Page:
He also believes if there are any charges, they will be minor ones related to the server and classified information, and Clinton will face no charges on corruption. The probe into classified information got another jolt on Tuesday when a letter from the inspector general for the intelligence community was released that showed even more highly sensitive material was discovered on Clinton’s unsecured server.

But Schweizer said there is much more on the corruption front as well. A case in point, he says, is the ongoing windfall the Clinton Foundation appears to be getting 15 years after Bill Clinton pardoned Marc Rich. Schweizer detailed the money chain recently in the New York Post.

The pardon came on Jan. 20, 2001, Clinton’s final day in office.

“Marc Rich was an international fugitive. He was on the FBI’s Ten Most Wanted List. He made a lot of money by trading with rogue regimes like the Ayatollah Khomeini in Iran, apartheid South Africa, North Korea. He basically acted as an oil middle man for these roguish governments,” explained Schweizer.

The Clintons left the White House with millions in debt in 2000. Since then, they’ve earned more than $130 million. Where did the money come from? Peter Schweizer follows the scandalous money trail in “Clinton Cash”

At the time, even many liberal voices like the New York Times and Rep. Barney Frank, D-Mass., slammed Clinton for the pardon. Clinton himself later said it was one of his biggest political mistakes. But Schweizer said the shady details didn’t end in 2001.

“A lot of people were shocked and then when they found out Denise Rich, Marc Rich’s ex-wife, had donated $450,000 to the Clinton Foundation and another million to the Democratic Party right before that pardon took place. People immediately drew those connections,” Schweizer said. “I think those connections are real, but that’s not the end of the story.”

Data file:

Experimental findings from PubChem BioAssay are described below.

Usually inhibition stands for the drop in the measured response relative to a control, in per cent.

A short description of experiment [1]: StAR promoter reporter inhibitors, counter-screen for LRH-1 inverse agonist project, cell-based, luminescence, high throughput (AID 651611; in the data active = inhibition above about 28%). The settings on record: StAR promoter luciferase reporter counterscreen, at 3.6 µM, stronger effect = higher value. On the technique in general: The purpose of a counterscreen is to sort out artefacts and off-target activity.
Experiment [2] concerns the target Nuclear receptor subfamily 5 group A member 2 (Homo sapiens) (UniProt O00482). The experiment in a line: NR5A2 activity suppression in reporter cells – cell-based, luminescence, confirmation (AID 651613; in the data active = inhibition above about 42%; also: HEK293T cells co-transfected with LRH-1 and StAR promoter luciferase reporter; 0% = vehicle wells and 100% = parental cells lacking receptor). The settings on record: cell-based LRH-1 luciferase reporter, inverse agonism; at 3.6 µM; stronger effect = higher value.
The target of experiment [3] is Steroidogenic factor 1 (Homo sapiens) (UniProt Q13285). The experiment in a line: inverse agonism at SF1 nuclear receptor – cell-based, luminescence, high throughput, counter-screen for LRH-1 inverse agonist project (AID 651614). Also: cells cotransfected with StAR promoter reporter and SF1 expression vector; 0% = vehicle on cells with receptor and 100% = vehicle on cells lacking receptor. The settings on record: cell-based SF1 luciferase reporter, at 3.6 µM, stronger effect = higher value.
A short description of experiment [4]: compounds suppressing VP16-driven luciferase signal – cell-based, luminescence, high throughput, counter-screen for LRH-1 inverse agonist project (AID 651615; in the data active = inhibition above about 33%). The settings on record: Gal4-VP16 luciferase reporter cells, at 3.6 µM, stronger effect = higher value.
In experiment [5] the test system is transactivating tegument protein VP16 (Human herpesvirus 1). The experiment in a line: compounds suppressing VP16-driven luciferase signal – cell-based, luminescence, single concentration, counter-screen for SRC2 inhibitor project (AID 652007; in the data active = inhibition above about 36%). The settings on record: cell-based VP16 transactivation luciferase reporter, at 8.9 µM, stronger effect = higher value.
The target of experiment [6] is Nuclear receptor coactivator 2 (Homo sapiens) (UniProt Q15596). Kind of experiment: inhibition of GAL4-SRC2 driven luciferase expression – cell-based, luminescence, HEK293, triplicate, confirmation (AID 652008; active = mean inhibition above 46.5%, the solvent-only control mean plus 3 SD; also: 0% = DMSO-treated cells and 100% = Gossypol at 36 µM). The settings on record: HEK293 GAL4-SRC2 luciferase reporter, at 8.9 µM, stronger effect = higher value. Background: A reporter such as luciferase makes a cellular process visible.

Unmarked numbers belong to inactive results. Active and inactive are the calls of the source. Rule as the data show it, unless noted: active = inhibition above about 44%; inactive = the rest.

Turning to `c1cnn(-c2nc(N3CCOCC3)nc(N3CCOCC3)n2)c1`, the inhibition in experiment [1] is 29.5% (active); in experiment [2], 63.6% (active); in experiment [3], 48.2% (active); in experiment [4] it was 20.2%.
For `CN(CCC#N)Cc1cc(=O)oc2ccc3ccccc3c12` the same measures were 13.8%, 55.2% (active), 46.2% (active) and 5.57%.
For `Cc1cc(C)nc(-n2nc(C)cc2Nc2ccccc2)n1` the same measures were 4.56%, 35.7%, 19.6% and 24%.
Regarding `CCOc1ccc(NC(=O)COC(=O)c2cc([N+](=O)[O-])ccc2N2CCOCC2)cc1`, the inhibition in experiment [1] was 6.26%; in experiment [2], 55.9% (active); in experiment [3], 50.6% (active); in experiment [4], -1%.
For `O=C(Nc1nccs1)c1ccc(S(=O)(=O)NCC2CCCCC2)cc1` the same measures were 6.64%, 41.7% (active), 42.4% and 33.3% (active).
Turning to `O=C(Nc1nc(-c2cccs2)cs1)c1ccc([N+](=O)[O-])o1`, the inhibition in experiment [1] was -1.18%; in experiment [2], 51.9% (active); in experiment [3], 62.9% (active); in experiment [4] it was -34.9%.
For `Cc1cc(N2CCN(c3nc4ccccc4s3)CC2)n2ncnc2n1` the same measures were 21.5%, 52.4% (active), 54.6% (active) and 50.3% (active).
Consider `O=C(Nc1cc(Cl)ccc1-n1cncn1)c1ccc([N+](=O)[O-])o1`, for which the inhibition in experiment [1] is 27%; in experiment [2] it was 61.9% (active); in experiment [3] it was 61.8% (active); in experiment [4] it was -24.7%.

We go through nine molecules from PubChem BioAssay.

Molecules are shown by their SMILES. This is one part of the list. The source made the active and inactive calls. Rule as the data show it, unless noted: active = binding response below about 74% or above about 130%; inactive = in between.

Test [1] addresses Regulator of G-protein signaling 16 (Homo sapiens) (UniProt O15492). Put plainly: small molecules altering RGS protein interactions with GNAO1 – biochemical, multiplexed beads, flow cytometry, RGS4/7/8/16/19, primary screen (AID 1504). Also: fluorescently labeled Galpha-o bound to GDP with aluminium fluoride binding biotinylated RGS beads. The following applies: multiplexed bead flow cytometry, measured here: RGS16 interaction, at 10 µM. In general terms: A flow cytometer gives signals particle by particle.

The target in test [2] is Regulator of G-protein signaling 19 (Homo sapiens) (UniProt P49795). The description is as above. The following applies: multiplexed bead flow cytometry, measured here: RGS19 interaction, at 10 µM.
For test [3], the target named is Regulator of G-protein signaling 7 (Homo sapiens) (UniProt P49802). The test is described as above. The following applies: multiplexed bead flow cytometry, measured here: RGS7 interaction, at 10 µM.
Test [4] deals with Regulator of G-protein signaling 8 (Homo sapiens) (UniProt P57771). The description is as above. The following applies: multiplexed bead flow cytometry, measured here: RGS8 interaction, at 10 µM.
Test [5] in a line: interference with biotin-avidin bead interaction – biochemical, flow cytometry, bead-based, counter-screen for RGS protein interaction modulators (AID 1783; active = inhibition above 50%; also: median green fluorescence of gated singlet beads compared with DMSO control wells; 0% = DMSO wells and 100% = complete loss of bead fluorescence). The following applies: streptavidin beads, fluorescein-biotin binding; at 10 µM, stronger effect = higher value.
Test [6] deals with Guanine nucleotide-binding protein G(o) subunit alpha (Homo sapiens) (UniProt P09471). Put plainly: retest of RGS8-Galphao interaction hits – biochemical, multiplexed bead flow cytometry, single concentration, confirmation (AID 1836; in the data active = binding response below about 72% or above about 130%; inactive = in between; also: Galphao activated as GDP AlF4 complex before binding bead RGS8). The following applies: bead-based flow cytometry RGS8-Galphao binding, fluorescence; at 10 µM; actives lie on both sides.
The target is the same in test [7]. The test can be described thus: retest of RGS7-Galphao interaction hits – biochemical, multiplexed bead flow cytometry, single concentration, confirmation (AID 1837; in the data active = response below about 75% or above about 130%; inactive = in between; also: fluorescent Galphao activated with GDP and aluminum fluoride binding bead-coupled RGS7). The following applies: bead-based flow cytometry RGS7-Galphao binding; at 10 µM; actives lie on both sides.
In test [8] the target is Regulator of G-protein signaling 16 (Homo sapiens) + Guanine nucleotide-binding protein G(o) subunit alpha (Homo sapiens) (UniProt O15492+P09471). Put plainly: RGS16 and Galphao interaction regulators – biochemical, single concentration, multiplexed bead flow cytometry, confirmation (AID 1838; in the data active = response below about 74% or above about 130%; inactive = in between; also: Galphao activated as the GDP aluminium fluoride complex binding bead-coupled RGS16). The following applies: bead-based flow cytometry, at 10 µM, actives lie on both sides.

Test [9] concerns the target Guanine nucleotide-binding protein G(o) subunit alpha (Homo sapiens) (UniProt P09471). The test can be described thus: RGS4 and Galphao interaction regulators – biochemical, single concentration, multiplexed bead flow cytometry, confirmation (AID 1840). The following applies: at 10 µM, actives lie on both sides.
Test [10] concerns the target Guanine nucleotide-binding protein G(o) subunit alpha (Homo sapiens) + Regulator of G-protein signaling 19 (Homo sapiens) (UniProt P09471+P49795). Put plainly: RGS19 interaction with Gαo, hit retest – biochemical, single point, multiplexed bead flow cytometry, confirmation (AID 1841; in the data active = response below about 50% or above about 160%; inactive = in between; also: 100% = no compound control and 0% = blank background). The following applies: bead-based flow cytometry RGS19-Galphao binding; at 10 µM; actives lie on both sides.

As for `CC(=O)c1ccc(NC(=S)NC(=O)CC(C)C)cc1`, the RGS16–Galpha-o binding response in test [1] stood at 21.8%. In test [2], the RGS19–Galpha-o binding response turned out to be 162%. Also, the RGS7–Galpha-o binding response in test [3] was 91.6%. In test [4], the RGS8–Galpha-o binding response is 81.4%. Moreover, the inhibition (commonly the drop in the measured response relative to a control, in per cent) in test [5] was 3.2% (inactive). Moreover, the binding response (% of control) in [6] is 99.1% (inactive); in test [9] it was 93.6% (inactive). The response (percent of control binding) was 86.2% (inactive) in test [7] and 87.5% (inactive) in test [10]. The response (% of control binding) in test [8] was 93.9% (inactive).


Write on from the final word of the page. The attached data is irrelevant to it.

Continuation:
Namely, that the pardon is still paying dividends.

“If you look at some of the biggest donors to the Clinton Foundation, you will find that these are individuals who were longtime business partners with Marc Rich, that they were his personal attorneys, that they were his media people,” Schweizer said. “There’s a collection of individuals that have poured tens of millions of dollars into the Clinton Foundation that are directly tied to Marc Rich.”

It will ultimately be into the billions because, Schweizer says, Gilbert Chagoury has promised to donate a billion dollars himself to the Clinton Foundation. He said Rich and Chagoury smuggled oil out of Nigeria and sold it on the black market.

But the real total of Rich-related donations remains a mystery.

“The Clinton Foundation, contrary to their promises, has actually not even disclosed all of its contributors,” Schweizer said. “We know there are at least a thousand, based on some of their fundraisers, that were never disclosed and those donors were people that were precisely in Marc Rich’s industry.”

Rich died in 2013, and the pardon was 15 years ago. But Schweizer said if the money coming in is directly the result of that action, a crime is still being committed. He said McDonnell was convicted and Menendez charged with corruption based on much more speculation than is taking place with the Clintons.

“It behooves us, I think, to get an explanation from prosecutors as to why these individuals get prosecuted but the Clintons don’t,” Schweizer said.

Hillary for prosecution, not president! Join the sizzling campaign to put Mrs. Clinton where she really belongs